Monthly Archives: April 2016
Modern dogs differ from other carnivores in one interesting anatomical feature: they have a “nuchal ligament”, a string-like structure that runs along the dorsal part of their necks and allows them to support the weight of the head with little muscular effort. Dogs share this feature with ungulates, but there are differences in detail: while in ungulates the ligament extends from the spines of the thoracic vertebrae to the back of the head (hence the name “nuchal”, meaning “attaching to the nape”), in dogs it only runs as far ahead as the second cervical vertebra (the axis), so the term nuchal ligament is somehing of a misnomer here. But, at any rate, what would a carnivore want a nuchal ligament for? Such an adaptation makes sense in a cow or a sheep, who spend many hours grazing with their heads down, an activity that calls for some passive mechanism to save the muscular effort of supporting and then lifting the weight of the head. But carnivores don’t graze, do they?
Well, what dogs do is track scent trails. They walk and trot for long distances, nose close to the ground, as they search and follow their prey’s smelly paths. And they also happen to be relatively long-legged carnivores, which implies they need a long neck for their snout to reach the ground as the animal trots. So the neck of a wolf, jackal or coyote is proportionally very long, but some of the muscles that turn it to the sides and pull it up are relatively reduced, compared to other carnivores, partly because their role is taken by the nuchal ligament.
Here is a drawing of the neck of a wolf (Canis lupus), showing the skull and vertebrae (top) selected deep muscles (middle) and more superficial muscles. See how the “nuchal ligament” actually doesn´t reach the nape, just the back of the axis vertebra.
But, have the necks of dogs always been like that? Several years ago, while working on the reconstructions of fossil dogs for our book “Dogs: their fossil relatives and evolutionary history”, Xioaming Wang, the late Dick Tedford and myself looked in detail at the anatomy of the fossil dog Aelurodon, from the American Miocene. Fortunately there is an amazing collection of fossils of these animals at the American Museum of Natural History in NYC, so we had all the information we could hope for. While studying the cervical vertebrae I found something strange about them: they somehow resembled the vertebrae of a big cat, such as a leopard, more than they did the same elements in a wolf. Concretely, the vertebrae were relatively short, and the processes for muscle attachment were proportionally larger, projecting farther away from the vertebral body. When I assembled the bones to create a reconstruction, the neck looked suprisingly short, and when I reconstructed the musculature of the neck on the basis of the shape and position of attachment areas, it was evident that this animal had a more powerful neck than a wolf of comparable size. There is no obvious evidence for the presence or absence of a nuchal ligament, but the morphology of the back of the axis, where the ligament would attach, is rather different from that of modern dogs. Also, the short neck and its powerful muscles would make the function of such a ligament rather irrelevant.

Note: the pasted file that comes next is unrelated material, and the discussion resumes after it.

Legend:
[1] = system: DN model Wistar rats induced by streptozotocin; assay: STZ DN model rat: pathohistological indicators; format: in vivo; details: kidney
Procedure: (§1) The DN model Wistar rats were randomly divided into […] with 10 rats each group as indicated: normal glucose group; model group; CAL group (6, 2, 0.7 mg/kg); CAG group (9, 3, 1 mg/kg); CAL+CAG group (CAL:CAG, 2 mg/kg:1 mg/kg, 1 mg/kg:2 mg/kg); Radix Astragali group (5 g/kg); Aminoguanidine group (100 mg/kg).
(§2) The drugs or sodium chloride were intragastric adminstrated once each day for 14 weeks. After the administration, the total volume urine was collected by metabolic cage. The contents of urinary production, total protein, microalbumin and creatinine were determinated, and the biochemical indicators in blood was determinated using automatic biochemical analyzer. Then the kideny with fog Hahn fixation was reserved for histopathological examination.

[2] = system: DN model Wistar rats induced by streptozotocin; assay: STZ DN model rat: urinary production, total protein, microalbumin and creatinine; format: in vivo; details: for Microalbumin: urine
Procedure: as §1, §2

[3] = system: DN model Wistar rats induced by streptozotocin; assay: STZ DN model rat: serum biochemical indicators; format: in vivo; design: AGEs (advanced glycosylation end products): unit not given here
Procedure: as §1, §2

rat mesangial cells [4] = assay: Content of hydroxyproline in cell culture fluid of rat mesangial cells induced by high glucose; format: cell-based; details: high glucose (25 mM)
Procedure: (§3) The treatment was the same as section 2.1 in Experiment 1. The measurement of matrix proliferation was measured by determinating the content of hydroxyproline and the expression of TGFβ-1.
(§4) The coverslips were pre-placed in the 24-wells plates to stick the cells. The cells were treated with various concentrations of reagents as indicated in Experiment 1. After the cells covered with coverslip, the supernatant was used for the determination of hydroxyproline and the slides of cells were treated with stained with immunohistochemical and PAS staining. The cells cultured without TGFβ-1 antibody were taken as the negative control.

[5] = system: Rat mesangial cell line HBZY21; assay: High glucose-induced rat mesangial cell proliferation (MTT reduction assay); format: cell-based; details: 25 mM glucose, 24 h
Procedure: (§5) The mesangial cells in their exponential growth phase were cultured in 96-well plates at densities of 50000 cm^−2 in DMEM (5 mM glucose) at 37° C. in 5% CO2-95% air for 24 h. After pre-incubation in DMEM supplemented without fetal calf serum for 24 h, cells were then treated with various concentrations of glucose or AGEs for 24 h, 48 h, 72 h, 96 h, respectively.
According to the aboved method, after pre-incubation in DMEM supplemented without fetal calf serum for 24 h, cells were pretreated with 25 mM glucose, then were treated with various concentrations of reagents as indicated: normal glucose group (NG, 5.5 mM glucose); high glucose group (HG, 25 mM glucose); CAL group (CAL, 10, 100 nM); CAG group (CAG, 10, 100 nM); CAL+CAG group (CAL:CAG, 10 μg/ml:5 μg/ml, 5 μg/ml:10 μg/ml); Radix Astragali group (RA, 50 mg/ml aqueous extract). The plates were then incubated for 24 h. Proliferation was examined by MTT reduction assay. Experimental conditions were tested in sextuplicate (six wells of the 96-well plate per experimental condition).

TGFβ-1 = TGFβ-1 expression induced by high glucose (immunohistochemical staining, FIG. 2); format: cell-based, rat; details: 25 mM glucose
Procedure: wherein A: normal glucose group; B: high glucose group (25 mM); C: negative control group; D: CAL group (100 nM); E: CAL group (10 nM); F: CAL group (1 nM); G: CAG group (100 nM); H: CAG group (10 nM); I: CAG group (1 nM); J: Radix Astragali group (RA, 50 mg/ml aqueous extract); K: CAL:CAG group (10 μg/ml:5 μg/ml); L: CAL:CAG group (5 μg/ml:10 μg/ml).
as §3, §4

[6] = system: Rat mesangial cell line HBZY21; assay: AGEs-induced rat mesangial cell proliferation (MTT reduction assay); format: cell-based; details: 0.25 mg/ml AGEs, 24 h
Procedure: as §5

Here is a reconstruction of the head and neck of Aelurodon. The morphology of the cervical vertebrae (top) implies a relatively short neck, while the shape of muscle attachment areas speaks of very strong musculature (center). Both features resemble the necks of modern big cats. When external layers are added, we see that the animal’s head and neck woudl look powerful and socky (bottom)
These anatomical differences must have implied differences in behavior, but it is not clear what differences those would be. Given the simmilarities with a cat’s neck, it is tempting to assume a more cat-like hunting style for Aelurodon, implying that the predator was more able to handle its prey individually, using its paws to restrict its struggles, and using its neck as a base for delivering a more precise killing bite, a bit like big cats do. Also it is possible that trotting for miles in search of scent trails as some modern dogs do was a less important part of its behavioral repertoire. But it is also possible that the predatory behaviour of Aelurodon was essentially similar to that of modern wolves and it simply had not evolved some of their anatomical refinements.
A broad comparison of neck morphology in fossil dogs revealed to us that the first taxon to clearly show a modern wolf-like neck anatomy was the late Miocene and Pliocene genus Eucyon. This animal also developed proportionally longer forelimbs than any of its earlier relatives, probably reflecting an adaptation to drier, more open environments, and wider foraging areas. So it would make sense to think that a modern foraging stlye in these members of the dog subfamily caninae was accompanied by the development of a modern forelimb and neck anatomy.
Only additional research will take us closer to solve these riddles, but one thing is certain: just like in the cat family, fossil dogs reveal a diversity of adaptations that we could hardly suspect by looking only at the living species. And the dramatic difference that we see today between dogs and cats could have been a bit more blurred in the distant past!
To learn much more about dog evoution and fossil record, check our book: